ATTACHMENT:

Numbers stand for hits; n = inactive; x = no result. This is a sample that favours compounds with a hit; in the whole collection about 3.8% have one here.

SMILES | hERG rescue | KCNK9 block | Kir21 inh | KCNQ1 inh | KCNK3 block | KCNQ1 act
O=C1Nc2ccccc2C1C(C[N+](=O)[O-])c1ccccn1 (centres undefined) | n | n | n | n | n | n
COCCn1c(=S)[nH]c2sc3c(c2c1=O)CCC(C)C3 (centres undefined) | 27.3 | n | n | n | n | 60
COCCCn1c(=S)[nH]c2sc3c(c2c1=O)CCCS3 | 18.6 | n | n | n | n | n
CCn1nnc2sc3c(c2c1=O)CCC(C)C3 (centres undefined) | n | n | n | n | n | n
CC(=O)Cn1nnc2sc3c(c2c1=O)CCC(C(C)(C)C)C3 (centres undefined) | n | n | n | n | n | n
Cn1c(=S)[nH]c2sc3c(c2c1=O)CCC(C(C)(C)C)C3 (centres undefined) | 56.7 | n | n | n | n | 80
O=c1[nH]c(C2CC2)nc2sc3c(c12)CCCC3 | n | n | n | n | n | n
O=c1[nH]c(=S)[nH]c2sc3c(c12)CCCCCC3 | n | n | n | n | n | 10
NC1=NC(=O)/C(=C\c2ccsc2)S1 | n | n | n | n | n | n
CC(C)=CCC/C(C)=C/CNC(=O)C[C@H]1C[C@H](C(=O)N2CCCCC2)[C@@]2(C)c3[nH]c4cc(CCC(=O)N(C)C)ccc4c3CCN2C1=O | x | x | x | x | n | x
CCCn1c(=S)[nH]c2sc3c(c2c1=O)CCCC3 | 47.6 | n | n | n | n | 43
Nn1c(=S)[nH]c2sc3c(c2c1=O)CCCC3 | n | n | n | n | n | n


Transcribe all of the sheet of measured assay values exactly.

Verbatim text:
Numbers stand for hits; n = inactive; x = no result. This is a sample that favours compounds with a hit; in the whole collection about 3.8% have one here.

SMILES | hERG rescue | KCNK9 block | Kir21 inh | KCNQ1 inh | KCNK3 block | KCNQ1 act
O=C1Nc2ccccc2C1C(C[N+](=O)[O-])c1ccccn1 (centres undefined) | n | n | n | n | n | n
COCCn1c(=S)[nH]c2sc3c(c2c1=O)CCC(C)C3 (centres undefined) | 27.3 | n | n | n | n | 60
COCCCn1c(=S)[nH]c2sc3c(c2c1=O)CCCS3 | 18.6 | n | n | n | n | n
CCn1nnc2sc3c(c2c1=O)CCC(C)C3 (centres undefined) | n | n | n | n | n | n
CC(=O)Cn1nnc2sc3c(c2c1=O)CCC(C(C)(C)C)C3 (centres undefined) | n | n | n | n | n | n
Cn1c(=S)[nH]c2sc3c(c2c1=O)CCC(C(C)(C)C)C3 (centres undefined) | 56.7 | n | n | n | n | 80
O=c1[nH]c(C2CC2)nc2sc3c(c12)CCCC3 | n | n | n | n | n | n
O=c1[nH]c(=S)[nH]c2sc3c(c12)CCCCCC3 | n | n | n | n | n | 10
NC1=NC(=O)/C(=C\c2ccsc2)S1 | n | n | n | n | n | n
CC(C)=CCC/C(C)=C/CNC(=O)C[C@H]1C[C@H](C(=O)N2CCCCC2)[C@@]2(C)c3[nH]c4cc(CCC(=O)N(C)C)ccc4c3CCN2C1=O | x | x | x | x | n | x
CCCn1c(=S)[nH]c2sc3c(c2c1=O)CCCC3 | 47.6 | n | n | n | n | 43
Nn1c(=S)[nH]c2sc3c(c2c1=O)CCCC3 | n | n | n | n | n | n